Spring

Spring Boot with H2 Database

Introduction:

In this quick tutorial, we’ll bootstrap a simple Spring Boot application backed by an in-memory H2 database. We’ll use the Spring Data JPA to interact with our database.

Project Setup:

Firstly, let’s generate our project template using Spring Initializr:

Spring Initalizr

On clicking the ‘Generate the project’ link, our project files will get downloaded.

Now, if we look closely at the generated POM file, we’ll have below added dependencies:

H2 Default Properties:

Since we have added H2 database dependency, Spring Boot will auto-configure its related properties. The default configurations include:

Let’s override a few of these properties by defining those in our application.properties file:

Here, our database name will be a university. We have also enabled the H2 Console and have set its context path.

Defining Entities:

Now, we’ll define a Student entity:

And its corresponding Spring Data JPA repository:

The Student entity will get mapped to the database table with exactly the same name. If we want, we can specify a different table name with @Table annotation.

The Application Class:

Finally, let’s implement our UniversityApplication class:

This class is the starting point for our Spring Boot application. Here, the @SpringBootApplication annotation is equivalent to having @ComponentScan, @EnableAutoConfiguration, and @SpringConfiguration together.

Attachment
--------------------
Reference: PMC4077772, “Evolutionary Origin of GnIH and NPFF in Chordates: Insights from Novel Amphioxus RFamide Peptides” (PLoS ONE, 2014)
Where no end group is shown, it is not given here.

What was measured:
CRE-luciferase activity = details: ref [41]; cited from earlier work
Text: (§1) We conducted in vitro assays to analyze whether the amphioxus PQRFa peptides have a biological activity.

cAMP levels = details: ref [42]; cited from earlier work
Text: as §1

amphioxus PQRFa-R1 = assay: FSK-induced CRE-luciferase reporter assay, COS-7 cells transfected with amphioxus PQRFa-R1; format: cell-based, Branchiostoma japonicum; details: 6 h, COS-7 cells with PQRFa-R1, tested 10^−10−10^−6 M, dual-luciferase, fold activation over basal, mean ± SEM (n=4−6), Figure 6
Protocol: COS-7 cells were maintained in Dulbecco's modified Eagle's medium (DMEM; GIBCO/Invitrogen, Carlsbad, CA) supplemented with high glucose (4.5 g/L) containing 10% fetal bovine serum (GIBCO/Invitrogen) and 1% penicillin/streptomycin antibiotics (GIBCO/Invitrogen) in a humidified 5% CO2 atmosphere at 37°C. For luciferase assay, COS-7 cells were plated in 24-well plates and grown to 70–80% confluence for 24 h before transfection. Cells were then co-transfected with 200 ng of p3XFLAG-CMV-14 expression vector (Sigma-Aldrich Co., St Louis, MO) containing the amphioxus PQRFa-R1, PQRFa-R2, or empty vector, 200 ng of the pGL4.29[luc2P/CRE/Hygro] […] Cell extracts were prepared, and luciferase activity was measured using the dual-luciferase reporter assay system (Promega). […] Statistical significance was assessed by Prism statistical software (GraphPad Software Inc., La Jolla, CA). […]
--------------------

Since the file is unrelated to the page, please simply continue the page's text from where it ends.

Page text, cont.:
We have also defined an instance of CommandLineRunner. And so, when we run our application, our console logs will have:

Please note that in Spring Boot, all entities should ideally be defined at either the same package level or at lower levels(in sub-packages) to that of the main application class. If so, Spring Boot will auto-scan all those entities.

Accessing the H2 Console:

We can also check the database entries on the H2 console.

To do that, we’ll open the URL: http://localhost:8080/h2 on any browser and use our database configurations to login. With it, we’ll be able to see all our created tables and entries easily on a UI Console dashboard.

Conclusion:

In this tutorial, we bootstrapped a very simple Spring Boot application with a single entity. This application is integrated with the H2 database and uses Spring Data JPA.
We can easily extend it to cater to a much wider application scope.

Be the First to comment.

Leave a Comment

Your email address will not be published. Required fields are marked *